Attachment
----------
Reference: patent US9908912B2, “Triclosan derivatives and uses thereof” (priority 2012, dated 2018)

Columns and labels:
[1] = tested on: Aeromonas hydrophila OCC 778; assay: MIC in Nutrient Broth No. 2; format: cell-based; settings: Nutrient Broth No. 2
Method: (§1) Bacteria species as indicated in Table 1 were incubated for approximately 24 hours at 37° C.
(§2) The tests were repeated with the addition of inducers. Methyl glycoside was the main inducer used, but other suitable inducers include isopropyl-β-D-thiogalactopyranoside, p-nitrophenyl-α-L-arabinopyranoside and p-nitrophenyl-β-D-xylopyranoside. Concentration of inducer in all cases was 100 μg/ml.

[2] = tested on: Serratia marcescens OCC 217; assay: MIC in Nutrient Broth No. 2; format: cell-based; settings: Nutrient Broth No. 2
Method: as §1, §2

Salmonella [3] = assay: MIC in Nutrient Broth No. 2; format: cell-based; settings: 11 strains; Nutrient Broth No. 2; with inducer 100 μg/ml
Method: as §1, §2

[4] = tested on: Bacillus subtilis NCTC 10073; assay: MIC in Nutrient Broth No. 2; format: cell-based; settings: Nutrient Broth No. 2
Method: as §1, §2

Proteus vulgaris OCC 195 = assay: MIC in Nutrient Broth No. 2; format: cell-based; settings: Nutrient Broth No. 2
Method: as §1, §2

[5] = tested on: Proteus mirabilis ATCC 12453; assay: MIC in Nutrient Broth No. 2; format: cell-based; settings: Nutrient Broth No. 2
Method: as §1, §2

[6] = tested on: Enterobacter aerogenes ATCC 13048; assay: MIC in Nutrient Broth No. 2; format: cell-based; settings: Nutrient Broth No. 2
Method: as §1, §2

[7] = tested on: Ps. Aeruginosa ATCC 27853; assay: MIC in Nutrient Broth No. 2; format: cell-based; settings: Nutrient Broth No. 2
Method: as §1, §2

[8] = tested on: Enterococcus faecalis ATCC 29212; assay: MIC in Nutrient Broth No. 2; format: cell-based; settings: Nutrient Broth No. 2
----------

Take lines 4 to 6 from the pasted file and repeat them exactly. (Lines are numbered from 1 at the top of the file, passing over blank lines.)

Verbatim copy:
Method: (§1) Bacteria species as indicated in Table 1 were incubated for approximately 24 hours at 37° C.
(§2) The tests were repeated with the addition of inducers. Methyl glycoside was the main inducer used, but other suitable inducers include isopropyl-β-D-thiogalactopyranoside, p-nitrophenyl-α-L-arabinopyranoside and p-nitrophenyl-β-D-xylopyranoside. Concentration of inducer in all cases was 100 μg/ml.

[2] = tested on: Serratia marcescens OCC 217; assay: MIC in Nutrient Broth No. 2; format: cell-based; settings: Nutrient Broth No. 2